Tax Deductibility Considerations

Section 162(m) of the Code, as amended by the Tax Cuts and Jobs Act of 2017, generally disallows a deduction for federal tax purposes to any publicly traded corporation for any remuneration in excess of $1,000,000 paid in any taxable year to its chief executive officer, chief financial officer and up to three other executive officers who are among our five most highly compensated executive officers. Prior to amendment, qualifying “performance-based compensation” was not subject to the deduction limitation if specified requirements were met. Under the Tax Cuts and Jobs Act, the performance-based exception has been repealed with respect to federal income taxes. The new rules generally apply to taxable years beginning after December 31, 2017, but do not apply to compensation provided pursuant to a written binding contract in effect

 

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on November 2, 2017 that is not modified in any material respect after that date. While we consider the deductibility of awards in determining executive compensation, we also reserve the Compensation Committee’s flexibility to provide one or more covered executive officers with the opportunity to earn compensation that is nondeductible under Section 162(m) when the Compensation Committee believes that such compensation is appropriate to attract and retain executive talent.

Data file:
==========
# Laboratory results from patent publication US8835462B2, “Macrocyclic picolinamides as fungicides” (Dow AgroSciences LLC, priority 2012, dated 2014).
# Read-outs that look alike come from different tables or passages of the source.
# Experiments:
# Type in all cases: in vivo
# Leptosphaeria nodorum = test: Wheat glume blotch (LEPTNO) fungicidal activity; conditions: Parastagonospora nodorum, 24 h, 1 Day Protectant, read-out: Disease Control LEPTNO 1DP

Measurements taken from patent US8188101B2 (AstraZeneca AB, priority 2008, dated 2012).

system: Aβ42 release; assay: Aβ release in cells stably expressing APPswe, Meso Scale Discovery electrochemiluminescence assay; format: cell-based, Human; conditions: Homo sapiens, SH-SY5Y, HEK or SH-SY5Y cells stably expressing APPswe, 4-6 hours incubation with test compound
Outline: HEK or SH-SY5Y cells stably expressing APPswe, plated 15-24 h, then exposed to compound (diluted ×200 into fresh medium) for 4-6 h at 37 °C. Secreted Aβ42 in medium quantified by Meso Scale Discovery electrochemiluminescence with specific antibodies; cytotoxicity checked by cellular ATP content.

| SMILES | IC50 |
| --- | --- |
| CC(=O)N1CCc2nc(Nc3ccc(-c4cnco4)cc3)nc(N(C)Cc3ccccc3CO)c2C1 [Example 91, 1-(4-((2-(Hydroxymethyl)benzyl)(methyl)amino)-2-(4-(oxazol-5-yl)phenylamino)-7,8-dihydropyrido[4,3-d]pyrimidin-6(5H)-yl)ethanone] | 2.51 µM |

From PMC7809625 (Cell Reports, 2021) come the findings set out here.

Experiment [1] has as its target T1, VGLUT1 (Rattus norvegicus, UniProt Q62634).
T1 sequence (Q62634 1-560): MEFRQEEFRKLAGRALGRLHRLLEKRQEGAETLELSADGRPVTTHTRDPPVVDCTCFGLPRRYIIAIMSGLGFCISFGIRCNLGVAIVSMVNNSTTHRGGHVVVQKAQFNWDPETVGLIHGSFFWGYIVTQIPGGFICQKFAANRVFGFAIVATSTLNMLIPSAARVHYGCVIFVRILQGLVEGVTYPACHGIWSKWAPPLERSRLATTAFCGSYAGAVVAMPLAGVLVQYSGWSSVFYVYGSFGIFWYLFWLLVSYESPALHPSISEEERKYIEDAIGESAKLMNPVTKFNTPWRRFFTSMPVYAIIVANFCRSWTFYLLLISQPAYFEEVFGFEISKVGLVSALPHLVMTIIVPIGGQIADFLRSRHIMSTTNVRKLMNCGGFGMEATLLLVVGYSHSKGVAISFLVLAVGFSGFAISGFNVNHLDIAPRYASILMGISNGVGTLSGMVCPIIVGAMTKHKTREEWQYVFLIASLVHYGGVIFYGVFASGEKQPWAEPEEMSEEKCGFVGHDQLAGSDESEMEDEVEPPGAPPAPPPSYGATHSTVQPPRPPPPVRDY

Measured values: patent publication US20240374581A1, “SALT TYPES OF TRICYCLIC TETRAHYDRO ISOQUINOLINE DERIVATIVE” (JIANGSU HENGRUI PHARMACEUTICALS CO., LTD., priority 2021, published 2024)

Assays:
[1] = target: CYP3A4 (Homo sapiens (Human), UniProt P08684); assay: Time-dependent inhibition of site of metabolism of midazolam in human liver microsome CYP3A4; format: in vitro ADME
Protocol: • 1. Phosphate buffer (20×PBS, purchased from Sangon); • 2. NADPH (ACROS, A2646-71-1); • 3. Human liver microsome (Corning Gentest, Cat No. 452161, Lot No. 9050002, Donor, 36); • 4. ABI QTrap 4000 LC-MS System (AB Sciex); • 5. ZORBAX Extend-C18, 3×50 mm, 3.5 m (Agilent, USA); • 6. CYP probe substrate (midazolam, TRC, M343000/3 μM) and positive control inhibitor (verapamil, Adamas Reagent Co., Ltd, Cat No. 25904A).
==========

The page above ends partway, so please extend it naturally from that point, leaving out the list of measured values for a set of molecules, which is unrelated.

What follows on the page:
Compensation Committee

The Compensation Committee has overall responsibility for our executive compensation policies as provided in a written charter adopted by the Board. The Compensation Committee is empowered to review and approve the annual compensation and compensation procedures for our executive officers. The Compensation Committee does not delegate any of its functions to others in setting compensation.

Compensation Consultant and Peer Group Analysis. To assist in this process, the Compensation Committee retained the services of Compensia, Inc. as its compensation consultant during fiscal year 2018. Compensia reported directly to the Compensation Committee and the Compensation Committee directly approved the Compensia fees. Management had no role in the selection of the compensation consultant. The Compensation Committee retained the services of Compensia to outline executive compensation trends and developments, review and analyze SYNNEX’ executive compensation philosophy and programs, and provide summary of findings and considerations for use in fiscal year 2018. Neither SYNNEX nor the Compensation Committee engaged any compensation consultants during fiscal year 2018 whose fees exceeded $120,000. The Compensation Committee believes that the Compensia advice was independent of management, and Compensia has certified the same in writing, and benefited our company and stockholders. In reaching this conclusion, the Compensation Committee considered all factors relevant to Compensia’s independence from management, including factors suggested by the New York Stock Exchange in its rules related to compensation advisor independence.

Compensia provided the Compensation Committee with a review of the overall compensation climate in the United States, best practices, and trends specific to our industry. Compensia provided analyses of base salaries, bonuses, long-term incentives and benefit practices of comparable peer companies. Compensia’s work did not raise any conflict of interest.

The following comparable technology distribution, electronic manufacturing services, data processing and outsourced services, and IT consulting and other services peer companies were used in our competitive benchmarking: